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  • We ALL know the penis is a sensitive organ, and yet there are many who choose cut off

  • a chunk of their kids' manhood -- but what does this DO to

  • the penis?

  • The practice of circumcision dates back thousands of years, popping up in ancient cultures in

  • Asia, Africa, Australia and the Americas independently, before any knew the other existed.

  • It's practiced in Muslim, Christian and Jewish populations.

  • Worldwide rates vary, but in the U.S. from 1980 to 1999, 65 percent of babies were cut,

  • and today, it's closer to 56 percent; rates have been falling since 1960.

  • Nationally, three out of four babies getting the procedure in the Midwest, two thirds in

  • the Northeast, a little over half in the south, and only a fifth in the West!

  • Circumcision is the act of slicing the foreskin off the penis.

  • A natural penis has skin covering its head, but a circumcised one does not.

  • A article describes the foreskin as an "eyelid for the penis," which

  • is a weird analogy but they are similar in that there's a mucous membrane on the inside.

  • The adult foreskin is about 12 square inches, of skin containing specialized nerve endings.

  • From a sexual standpoint, circumcision removes one third of the erogenous tissue of the male

  • genetalia -- as the penis and clitoris come from the same fetal tissue, the analogous

  • organ to the foreskin is the clitoral hood!

  • Obviously, there is a TON of debate as to the real benefit of circumcision; and it doesn't

  • help that the policies keep shifting.

  • In 1999, the American Academy of Pediatrics issued a statement calling the practice into

  • question, saying the risks didn't outweigh the benefits, but now a new compilation study

  • done by the Mayo Clinic claims the benefits outweigh the risks 100 to 1!

  • According to their findings, over their lifetime half of all men will require some kind of

  • foreskin-related medical attention; circumcision reduces risks of "urinary tract infection,

  • prostate cancer, sexually transmitted diseases" and the risk of cervical cancer is reduced

  • for the female partners of cut men.

  • In fact, the World Health Organization recommend the procedure for any country attempting to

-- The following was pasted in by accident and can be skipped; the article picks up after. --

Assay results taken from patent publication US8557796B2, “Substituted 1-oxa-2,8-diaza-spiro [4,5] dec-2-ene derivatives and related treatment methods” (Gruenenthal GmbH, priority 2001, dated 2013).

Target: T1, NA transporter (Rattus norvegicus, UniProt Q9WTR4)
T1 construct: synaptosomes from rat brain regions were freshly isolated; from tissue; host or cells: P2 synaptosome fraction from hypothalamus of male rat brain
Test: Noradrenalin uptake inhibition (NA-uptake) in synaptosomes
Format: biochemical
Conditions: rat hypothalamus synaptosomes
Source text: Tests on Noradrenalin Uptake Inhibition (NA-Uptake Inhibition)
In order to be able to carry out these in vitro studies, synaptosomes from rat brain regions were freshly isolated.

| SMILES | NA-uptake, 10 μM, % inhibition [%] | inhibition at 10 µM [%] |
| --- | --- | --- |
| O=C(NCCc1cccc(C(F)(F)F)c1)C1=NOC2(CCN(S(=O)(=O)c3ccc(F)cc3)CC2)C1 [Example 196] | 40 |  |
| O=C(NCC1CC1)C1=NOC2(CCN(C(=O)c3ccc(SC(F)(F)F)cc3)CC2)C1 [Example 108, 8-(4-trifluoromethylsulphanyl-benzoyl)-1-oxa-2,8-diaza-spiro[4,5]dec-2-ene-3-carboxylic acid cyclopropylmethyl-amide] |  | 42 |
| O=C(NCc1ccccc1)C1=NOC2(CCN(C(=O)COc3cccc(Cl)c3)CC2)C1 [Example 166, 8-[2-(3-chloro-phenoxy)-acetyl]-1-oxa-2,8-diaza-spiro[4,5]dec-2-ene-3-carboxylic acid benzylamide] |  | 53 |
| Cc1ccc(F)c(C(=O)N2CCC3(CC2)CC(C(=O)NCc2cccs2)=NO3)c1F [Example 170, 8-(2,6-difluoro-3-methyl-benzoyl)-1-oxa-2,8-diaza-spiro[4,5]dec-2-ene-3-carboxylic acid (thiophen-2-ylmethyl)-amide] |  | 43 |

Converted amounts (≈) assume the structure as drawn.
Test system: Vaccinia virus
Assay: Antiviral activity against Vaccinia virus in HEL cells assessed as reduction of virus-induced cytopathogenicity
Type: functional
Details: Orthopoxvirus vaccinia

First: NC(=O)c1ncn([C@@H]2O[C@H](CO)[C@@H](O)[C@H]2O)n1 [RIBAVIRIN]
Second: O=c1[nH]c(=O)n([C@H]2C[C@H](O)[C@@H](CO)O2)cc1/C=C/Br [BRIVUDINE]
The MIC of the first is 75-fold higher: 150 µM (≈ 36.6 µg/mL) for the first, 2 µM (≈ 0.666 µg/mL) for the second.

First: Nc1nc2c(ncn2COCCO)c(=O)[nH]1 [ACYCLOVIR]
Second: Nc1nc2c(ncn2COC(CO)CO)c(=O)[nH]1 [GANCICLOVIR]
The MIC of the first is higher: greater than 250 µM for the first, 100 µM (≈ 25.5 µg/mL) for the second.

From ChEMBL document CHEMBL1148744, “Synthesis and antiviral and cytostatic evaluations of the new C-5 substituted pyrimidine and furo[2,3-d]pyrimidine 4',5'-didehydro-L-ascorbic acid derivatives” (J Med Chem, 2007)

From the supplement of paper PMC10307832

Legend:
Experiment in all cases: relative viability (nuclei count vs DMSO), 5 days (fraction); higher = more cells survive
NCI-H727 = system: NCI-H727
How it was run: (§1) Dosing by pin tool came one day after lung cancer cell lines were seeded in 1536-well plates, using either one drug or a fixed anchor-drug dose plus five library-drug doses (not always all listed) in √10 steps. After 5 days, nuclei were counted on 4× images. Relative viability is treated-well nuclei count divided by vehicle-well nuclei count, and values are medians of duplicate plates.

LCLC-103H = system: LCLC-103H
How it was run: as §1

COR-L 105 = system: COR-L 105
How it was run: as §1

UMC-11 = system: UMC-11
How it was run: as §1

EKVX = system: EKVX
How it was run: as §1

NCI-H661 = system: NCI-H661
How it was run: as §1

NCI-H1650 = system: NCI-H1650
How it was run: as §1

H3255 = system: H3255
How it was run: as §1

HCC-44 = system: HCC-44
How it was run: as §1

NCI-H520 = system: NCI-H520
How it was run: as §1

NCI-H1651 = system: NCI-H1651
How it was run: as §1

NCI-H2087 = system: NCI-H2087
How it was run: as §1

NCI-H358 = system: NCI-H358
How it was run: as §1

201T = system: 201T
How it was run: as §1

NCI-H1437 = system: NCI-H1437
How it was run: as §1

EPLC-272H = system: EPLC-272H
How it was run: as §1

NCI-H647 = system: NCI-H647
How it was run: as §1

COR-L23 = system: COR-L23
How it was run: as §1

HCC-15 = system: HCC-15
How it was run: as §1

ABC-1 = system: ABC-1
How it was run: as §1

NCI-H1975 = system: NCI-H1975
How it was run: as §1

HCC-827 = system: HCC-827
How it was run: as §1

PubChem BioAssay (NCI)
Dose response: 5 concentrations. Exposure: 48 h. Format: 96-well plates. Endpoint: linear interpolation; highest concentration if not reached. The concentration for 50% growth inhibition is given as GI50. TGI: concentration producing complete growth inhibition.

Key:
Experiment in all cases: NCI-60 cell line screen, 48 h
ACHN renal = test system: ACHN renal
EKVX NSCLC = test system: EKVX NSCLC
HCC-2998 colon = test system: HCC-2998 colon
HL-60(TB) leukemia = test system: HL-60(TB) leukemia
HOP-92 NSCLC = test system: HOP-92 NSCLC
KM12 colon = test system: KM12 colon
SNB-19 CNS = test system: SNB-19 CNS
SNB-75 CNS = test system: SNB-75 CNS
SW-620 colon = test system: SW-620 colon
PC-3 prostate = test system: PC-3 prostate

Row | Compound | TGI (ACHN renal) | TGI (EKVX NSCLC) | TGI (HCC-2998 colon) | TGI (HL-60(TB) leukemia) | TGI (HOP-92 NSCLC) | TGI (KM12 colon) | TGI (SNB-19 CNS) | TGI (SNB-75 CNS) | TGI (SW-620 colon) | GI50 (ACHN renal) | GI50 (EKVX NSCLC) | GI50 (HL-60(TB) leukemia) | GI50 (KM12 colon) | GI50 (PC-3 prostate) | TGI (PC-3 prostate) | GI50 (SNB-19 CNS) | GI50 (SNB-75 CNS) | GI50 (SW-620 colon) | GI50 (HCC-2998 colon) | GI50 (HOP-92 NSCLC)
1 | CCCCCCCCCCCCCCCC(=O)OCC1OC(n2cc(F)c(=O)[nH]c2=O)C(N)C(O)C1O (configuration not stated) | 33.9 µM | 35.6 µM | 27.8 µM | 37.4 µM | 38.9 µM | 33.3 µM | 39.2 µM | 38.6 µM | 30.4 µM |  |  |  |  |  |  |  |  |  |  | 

• battle HIV infection.

  • Now you might be thinking, wait, the United Nation's World Health Organization has a pruned

  • penis policy?

  • Yeah, it does.

  • And a 2010 study from Plos ONE explains why

  • See, the foreskin isn't just an extra bit on the bits.

  • Because the foreskin is a protective, mucous-membrane layer, it also attracts bacteria -- actually,

  • according to the study, the foreskin has it's own microbiome!

  • For the study, researchers from Johns Hopkins Bloomberg School of Public Health looked under

  • the hood of uncircumcised penises, and found anaerobic bacteria, those are bacteria which

  • live without oxygen.

  • Studying Ugandan men before and after circumcision, they discovered, that this previously unknown

  • anaerobic bacteria disappeared in the year they were cut; forever altering the individual

  • microbiome of the male penis.

  • It is known from other studies that Langerhans cells normally live under the foreskin as

  • well, and are commonly attacked by HIV, so perhaps that's why HIV transmission is so

  • much lower with circumcised men?

  • They're still figuring this out.

  • In the end, the practice is ancient and fascinating, but is it necessary?

  • Not at all, and there's still a roaring debate about removing a third of the penile erogenous

  • tissue, issues of cleanliness, not to mention possible side-effects the major trauma!

We ALL know the penis is a sensitive organ, and yet there are many who choose cut off

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How Does Circumcision Affect Your Penis?

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    joey joey posted on 2021/04/14
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